Questions & Answers
Q. What is the Street Tree Maintenance Program?
Almost everyone would agree that the 50,000 street trees & 25,000 park trees (As of 1/23/2017) lining our streets, boulevards and in our parks comprise one of Fort Wayne's most cherished public assets. What many people don't know, however, is that the professional care and maintenance of these trees is the responsibility of the Fort Wayne Parks and Recreation Department. A trained arborist and specialized tree crew have been a part of our operation for decades.
Q. Which trees in my neighborhood are maintained by the Parks and Recreation Department?
Generally speaking, those trees which are in the "street right of way" or between the street and the sidewalk are maintained by the Parks and Recreation Department. This may include trees which you have purchased and planted yourself.
The main task involves the pruning of street trees, those trees that are planted between the street and the sidewalk, with the goal of making the trees as safe and healthy as possible.
Q. Why are trees trimmed differently?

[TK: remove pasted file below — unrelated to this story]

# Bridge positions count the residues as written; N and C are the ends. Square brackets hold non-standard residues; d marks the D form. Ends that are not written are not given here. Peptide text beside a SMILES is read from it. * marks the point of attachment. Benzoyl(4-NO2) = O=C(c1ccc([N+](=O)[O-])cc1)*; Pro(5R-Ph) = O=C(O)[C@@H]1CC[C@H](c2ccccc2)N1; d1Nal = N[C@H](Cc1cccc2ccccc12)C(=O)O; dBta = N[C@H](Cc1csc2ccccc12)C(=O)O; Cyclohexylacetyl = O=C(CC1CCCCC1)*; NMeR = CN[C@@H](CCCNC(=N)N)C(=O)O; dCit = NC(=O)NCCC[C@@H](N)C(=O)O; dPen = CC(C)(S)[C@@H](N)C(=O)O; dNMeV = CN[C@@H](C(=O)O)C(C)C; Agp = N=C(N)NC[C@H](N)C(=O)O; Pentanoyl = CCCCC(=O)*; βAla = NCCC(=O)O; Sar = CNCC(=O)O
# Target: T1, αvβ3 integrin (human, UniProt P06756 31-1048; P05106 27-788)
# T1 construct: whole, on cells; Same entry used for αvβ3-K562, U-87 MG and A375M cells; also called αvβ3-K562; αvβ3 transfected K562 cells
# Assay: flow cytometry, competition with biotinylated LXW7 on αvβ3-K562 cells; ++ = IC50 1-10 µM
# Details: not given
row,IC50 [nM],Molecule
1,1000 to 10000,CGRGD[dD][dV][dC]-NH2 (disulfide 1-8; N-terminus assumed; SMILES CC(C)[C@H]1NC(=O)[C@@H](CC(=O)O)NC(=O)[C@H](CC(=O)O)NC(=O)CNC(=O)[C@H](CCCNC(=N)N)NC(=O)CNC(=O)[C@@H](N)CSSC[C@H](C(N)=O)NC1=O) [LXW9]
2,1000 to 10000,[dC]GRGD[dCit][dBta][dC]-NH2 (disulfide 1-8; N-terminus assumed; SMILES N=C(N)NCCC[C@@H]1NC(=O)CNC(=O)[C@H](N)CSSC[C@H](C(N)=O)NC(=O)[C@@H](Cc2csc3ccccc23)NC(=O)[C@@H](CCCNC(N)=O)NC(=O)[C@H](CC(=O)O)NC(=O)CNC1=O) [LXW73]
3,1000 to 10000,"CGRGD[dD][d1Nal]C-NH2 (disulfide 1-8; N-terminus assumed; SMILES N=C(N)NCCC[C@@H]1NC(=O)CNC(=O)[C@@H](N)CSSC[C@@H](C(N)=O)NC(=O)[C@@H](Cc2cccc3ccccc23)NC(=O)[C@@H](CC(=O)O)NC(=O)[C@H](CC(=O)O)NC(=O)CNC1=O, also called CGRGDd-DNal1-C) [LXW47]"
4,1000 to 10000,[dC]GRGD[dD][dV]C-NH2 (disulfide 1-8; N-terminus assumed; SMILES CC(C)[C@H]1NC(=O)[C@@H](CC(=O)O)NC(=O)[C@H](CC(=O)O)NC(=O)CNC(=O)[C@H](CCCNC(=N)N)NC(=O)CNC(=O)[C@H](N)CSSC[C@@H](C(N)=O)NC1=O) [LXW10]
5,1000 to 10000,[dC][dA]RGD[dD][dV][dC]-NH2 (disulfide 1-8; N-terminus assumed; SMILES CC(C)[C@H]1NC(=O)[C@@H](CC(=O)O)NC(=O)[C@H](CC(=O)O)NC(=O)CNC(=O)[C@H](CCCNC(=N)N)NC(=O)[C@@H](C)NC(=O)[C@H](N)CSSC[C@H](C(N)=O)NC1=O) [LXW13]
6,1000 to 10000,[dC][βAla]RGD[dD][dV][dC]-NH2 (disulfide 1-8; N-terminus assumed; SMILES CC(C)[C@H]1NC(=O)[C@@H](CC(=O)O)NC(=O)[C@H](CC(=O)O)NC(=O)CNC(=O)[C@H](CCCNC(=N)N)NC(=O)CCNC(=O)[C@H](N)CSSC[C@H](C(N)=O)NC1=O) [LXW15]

Trimming provides clearance for buses, garbage trucks, moving vans and other large vehicles that can damage the branches of trees. Trimming opens up sidewalks for pedestrians, clears branches from rooftops, antennas, evergreens and traffic signs, and allows motorists a clear view of intersections.
All pruning is done by nationally accepted specifications. Since the Parks & Recreation Dept. has started pruning on a cyclic basis annual tree mortality has decreased from 1000 to 500. Also, liability and property damage caused by storms has been greatly reduced.
Q. What if I am unhappy with the pruning?
Q. My street tree needs to be pruned? Will you prune it?
Following pruning, the tree starts growing new, stronger limbs. This new growth begins to fill in the empty spaces almost immediately.
Q. Sometimes it looks like healthy trees are removed. Why?